Should American Women Be Drafted?

Women have made momentous strides in the U.S. military. For the first time, women have successfully completed the U.S. Army Ranger School. In addition, the military has welcomed the Army’s first female infantry officer, the first Marine enlisted infantry women and the first woman to hold a combat command. Another historic first may soon transpire, as Congress debates whether women should be included in the draft. 

Women already serve in combat roles

As a society, are we ready for women to be drafted? The U.S. military is taking gradual steps toward equalizing military duties between men and women. In the early 1990s, Congress lifted bans on women flying in combat and serving on combat ships. In 2010, the Navy changed a policy prohibiting women from serving on submarines. More recently, the Pentagon implemented changes to allow women to gain increased combat experience.

Due to the nature of modern warfare, women already serve in combat roles. But many argue that their service is not officially recognized, which impedes their professional advancement and access to benefits.

Critics of women in combat units cite physiological differences between men and women that could potentially affect military readiness and unit effectiveness. Others point out that opening all military occupations to women emphasizes equal rights, and that it’s more difficult for service members to advance to top-ranking positions in the armed services without combat experience.

“The fact is every single leader in this country, both men and women, members of the military leadership, believe that it’s fair since we opened up all aspects of the military to women that they would also be registering for Selective Service,” says Sen. John McCain (R-Ariz.), chairman of the Armed Services Committee.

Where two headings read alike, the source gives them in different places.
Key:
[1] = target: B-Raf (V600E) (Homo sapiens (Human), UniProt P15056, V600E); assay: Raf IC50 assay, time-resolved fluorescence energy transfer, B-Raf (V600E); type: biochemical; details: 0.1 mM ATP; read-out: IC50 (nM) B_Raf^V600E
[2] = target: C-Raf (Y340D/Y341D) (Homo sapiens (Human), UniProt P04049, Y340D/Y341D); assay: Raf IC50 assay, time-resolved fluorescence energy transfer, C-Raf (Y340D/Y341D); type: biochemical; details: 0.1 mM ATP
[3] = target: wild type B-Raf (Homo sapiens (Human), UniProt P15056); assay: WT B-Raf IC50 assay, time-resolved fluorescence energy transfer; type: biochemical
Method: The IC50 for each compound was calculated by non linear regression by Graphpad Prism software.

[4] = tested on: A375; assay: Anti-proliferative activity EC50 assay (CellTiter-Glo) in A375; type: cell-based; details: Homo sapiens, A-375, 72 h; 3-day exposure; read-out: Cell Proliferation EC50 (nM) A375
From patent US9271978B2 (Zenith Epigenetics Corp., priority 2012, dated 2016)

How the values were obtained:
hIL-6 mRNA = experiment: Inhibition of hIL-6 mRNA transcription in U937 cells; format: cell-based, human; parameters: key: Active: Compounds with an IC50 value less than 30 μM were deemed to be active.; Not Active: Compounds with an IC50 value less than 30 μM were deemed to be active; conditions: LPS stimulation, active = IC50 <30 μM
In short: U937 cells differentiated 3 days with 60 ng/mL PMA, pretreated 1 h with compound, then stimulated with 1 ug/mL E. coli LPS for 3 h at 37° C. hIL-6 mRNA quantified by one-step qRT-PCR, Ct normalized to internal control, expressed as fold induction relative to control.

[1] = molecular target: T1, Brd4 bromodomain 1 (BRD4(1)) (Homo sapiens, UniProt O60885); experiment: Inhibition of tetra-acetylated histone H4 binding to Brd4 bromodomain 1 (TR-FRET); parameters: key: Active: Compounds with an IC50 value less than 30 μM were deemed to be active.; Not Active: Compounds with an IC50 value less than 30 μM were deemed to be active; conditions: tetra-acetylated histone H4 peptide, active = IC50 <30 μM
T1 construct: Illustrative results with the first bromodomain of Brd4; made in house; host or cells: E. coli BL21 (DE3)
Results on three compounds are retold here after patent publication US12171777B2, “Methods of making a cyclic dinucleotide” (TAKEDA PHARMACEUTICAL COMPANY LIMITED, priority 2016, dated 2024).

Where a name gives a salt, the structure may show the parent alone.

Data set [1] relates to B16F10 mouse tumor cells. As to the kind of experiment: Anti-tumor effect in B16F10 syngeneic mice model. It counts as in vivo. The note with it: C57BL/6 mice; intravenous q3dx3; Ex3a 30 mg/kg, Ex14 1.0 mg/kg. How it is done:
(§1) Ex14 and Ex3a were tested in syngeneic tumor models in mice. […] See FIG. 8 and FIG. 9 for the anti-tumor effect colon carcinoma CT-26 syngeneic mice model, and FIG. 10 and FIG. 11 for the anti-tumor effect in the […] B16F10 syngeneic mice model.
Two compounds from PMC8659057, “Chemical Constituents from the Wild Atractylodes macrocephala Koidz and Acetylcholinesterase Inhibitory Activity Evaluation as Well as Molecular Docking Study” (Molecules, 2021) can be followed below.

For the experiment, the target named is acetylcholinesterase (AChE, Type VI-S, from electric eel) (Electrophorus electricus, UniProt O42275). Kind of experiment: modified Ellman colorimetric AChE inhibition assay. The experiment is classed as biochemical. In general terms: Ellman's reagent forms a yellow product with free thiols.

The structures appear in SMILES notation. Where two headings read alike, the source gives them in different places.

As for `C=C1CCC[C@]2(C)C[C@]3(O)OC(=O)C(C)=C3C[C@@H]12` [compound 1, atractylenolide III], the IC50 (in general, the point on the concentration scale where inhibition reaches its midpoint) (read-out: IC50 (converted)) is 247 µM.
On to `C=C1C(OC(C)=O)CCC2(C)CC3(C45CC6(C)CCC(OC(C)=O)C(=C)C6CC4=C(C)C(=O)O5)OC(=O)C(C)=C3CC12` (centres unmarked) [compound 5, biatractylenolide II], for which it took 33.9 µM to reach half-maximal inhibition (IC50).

All is not fair in love and war

The United States has not used the draft since 1973, during the Vietnam War, and it’s likely that there may never be a draft again, since the United States now has the strongest military force on earth. Regardless, the move to include women in the draft is a bold step toward finally achieving equality between the sexes

Yet female veterans experience higher rates of military sexual trauma, rapes that occur while serving. A lot of the current research on female veteran post-traumatic stress disorder (PTSD) is focused on sexual trauma that occurs in the military. As the number of females serving in the military increases, there needs to be a continued effort in understanding the multiple issues they experience before, during and after their time in the military.

Researchers need to continue to address sexual trauma, PTSD, effective treatment options and further research the link between mental health disorders and PTSD. More research also is needed on how trauma and PTSD impact family and occupational functioning for female veterans after their return from operational deployment and completion of military service, suggests a military review.

Are women on par with men in combat?

There’s a huge difference between women who actively choose to enlist versus those who have no connection to the military. Some argue that including women in the draft based on the performance of the few women who graduate from Ranger School is crazy. Clearly, their drive and physicality is far superior to that of the average woman and even most men.

Yet modern weapons have leveled the playing field for women in combat, and wars are far less likely to be fought on a hand-to-hand basis. When compared to men, properly trained women could perform successfully in combat. 

The larger question remains: Does anyone really want young men or women drafted and sent to war? Proponents may argue that it’s a civil duty for every citizen to protect his or her country. But not all men and women, based on their morals, beliefs or physical strengths, have the desire to go to war for their country — or would even make good soldiers, for that matter.

Nor can you force a man or woman to go to war, as proved by the estimated 40,000 “draft dodgers who evaded the U.S. draft between 1965 and 1975 and sought sanctuary in Canada.  

If the draft is ever reinstated, however, should women be included?

—Katherine Marko

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